How to use the MediaRecorder API

We we first discovered that we could access a user’s camera using Navigator.getUserMedia, we were all pretty amazed; but there’s more…

With the MediaRecorder API (MediaStream Recording) that’s a construct inside Navigator.getUserMedia we can record media streams for the user’s device and instantly use them in our app.

Using the MediaRecorder API

To use this API we need to have some recorded media to work with and for that we will use getUserMedia to get some. We simply create an if statement to initiate the audio recording:

navigator.getUserMedia = ( navigator.getUserMedia || navigator.webkitGetUserMedia ||navigator.mozGetUserMedia || navigator.msGetUserMedia);
if (navigator.getUserMedia) {
   console.log('getUserMedia supported.');
   navigator.getUserMedia (
      {
         audio: true
      },
      function(stream) {
         // Success code here
      },
   ); 

All we really did was test for support of getUserMedia and if the browser had support we got some audio and started the success function using the audio stream as a parameter.

Now that we have the user’s audio we can start using the Media Recorder API and to do that we firstly need to create a new instance of this inside our success callback:

var mediaRecorder = new MediaRecorder(stream);

This takes in the captured stream and now we need to start the actual recording and for that we use:

mediaRecorder.start();

And this starts the recording process. If you test by logging MediaRecorder.state you will see that after it has started it will return a value of ‘recording’.

Secondly you will want the user to be able to stop the recording and for that we have the mediaRecorder.stop function that we will trigger when a button is pressed:

$("#stop").click(function() {
  mediaRecorder.stop();
});

After the user has pressed the button and the recording is finished, we finally have the blob (audio recording in this case) ready to be transmitted back to the user.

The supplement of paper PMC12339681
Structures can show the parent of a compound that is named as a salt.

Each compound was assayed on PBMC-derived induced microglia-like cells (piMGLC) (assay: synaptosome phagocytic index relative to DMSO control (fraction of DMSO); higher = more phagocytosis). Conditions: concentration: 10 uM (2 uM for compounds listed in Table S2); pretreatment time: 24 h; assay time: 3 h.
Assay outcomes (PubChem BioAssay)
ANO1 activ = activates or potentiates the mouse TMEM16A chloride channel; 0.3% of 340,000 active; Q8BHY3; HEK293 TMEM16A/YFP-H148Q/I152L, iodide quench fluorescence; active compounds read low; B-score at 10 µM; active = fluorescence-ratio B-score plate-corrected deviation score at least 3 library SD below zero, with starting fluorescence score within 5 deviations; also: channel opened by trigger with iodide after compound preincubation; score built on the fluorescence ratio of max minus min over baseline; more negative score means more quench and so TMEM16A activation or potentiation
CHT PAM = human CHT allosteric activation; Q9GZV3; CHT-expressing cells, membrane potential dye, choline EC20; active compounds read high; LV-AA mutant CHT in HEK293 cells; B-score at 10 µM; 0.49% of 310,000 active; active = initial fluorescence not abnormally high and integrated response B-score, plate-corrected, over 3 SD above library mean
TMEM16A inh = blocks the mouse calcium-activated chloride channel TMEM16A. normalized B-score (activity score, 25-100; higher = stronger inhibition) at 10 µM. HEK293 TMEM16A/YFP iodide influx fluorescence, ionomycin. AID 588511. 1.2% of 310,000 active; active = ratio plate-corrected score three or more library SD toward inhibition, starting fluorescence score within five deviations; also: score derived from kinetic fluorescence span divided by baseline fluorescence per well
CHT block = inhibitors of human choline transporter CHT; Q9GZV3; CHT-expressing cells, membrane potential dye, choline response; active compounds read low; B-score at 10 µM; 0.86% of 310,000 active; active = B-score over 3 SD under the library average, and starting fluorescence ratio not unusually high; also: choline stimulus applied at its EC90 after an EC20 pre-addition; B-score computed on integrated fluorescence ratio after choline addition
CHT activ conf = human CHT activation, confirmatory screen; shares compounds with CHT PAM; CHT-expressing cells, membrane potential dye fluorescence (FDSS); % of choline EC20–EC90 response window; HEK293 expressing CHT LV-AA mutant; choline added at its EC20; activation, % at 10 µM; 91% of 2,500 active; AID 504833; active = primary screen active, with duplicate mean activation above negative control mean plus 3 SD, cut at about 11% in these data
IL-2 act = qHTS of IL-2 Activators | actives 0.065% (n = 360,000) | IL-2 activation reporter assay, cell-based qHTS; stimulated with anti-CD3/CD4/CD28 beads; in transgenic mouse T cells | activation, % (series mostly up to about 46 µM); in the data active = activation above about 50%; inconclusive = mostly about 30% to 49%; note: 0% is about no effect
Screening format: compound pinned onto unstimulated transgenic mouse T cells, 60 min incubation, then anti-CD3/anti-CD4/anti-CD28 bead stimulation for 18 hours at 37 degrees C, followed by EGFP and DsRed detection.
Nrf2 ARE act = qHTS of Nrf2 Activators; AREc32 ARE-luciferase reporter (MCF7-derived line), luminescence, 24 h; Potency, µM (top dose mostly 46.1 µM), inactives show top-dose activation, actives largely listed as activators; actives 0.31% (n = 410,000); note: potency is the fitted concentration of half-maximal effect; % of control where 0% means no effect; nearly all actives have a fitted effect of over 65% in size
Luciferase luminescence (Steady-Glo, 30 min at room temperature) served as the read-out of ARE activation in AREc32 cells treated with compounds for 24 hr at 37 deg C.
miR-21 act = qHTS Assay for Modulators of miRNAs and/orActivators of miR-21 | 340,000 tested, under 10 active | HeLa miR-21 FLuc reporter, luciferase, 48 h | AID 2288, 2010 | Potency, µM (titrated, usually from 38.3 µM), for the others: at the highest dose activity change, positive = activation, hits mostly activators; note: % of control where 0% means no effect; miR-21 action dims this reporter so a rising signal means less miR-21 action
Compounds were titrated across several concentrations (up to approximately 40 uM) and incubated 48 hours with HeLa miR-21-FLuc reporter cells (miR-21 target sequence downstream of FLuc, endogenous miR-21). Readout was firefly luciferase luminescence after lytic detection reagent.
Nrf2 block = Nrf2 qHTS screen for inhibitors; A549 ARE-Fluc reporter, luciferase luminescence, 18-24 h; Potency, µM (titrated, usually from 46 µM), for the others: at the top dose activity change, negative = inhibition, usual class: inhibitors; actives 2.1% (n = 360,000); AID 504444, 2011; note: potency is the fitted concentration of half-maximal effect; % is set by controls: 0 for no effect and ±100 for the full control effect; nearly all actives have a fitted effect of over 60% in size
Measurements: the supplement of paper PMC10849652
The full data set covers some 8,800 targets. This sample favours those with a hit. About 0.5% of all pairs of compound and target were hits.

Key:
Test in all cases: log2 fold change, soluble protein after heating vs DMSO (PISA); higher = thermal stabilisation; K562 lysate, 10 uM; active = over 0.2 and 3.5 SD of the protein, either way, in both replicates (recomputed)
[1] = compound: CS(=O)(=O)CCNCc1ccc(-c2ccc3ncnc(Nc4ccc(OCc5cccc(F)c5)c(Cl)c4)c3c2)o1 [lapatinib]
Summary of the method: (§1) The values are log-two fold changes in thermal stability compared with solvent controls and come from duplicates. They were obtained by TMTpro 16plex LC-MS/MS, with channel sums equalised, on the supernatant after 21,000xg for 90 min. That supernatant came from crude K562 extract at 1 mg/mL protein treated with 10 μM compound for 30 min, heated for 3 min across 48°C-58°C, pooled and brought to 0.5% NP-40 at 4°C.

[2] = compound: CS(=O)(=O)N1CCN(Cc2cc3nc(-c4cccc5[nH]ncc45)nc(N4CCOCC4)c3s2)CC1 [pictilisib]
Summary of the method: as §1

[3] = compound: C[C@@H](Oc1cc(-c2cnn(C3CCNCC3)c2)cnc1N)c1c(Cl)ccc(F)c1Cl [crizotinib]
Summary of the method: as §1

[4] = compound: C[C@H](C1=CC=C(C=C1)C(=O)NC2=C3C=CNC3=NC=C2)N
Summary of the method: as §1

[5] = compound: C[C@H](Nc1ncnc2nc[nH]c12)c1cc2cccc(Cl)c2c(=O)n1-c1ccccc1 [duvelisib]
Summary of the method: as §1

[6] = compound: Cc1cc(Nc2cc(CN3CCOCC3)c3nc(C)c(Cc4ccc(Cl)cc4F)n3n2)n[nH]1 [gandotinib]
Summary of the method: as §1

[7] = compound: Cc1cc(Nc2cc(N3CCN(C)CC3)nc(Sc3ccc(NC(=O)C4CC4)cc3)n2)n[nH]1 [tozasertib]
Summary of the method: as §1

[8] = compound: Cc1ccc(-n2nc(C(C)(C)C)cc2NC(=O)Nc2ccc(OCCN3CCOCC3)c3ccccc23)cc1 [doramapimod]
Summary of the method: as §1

When this happens the dataavailable event is fired so that we can do whatever we want with the blob—either save it or return it to the user.

In our case when this happens all I really want to do is create an audio element and play the user’s recording back to him. To do that we use:

mediaRecorder.ondataavailable = function(e) {
    var audio = $("body").append("<audio controls></audio>")
}

After we have the element created on the page and all the data available for our usage placing the recording on the page is as simple as setting it as the audio source:

var audioURL = window.URL.createObjectURL(e.data);
audio.src = audioURL

And this is all you need, no manual encoding or anything, just getting the data using window.URL.createObjectURL(e.data) and placing it as the source of the audio recording so that after the user has done recording an audio element is created and by pressing the play button the recorded audio will be played.

Conclusion

In terms of browser support we can currently only use this in Firefox mobile and desktop, so it’s something you shouldn’t use today unless you have heavy fallback. But it will be available very soon.

API’s are meant to do exactly what we see here: make our life easier. This is a great example of that philosophy, by combining getUserMedia with Media Recorder we can create powerful applications in no time.

Sara Vieira is a freelance Web Designer and Developer with a passion for HTML5/CSS3 and jQuery. You can follow her on twitter or check out her website. More articles by Sara Vieira
Home CSS Deals HTML HTML5 Java JavaScript jQuery Miscellaneous Mobile MySQL News PHP Resources Security Snippet Tools Tutorial Web Development Web Services WordPress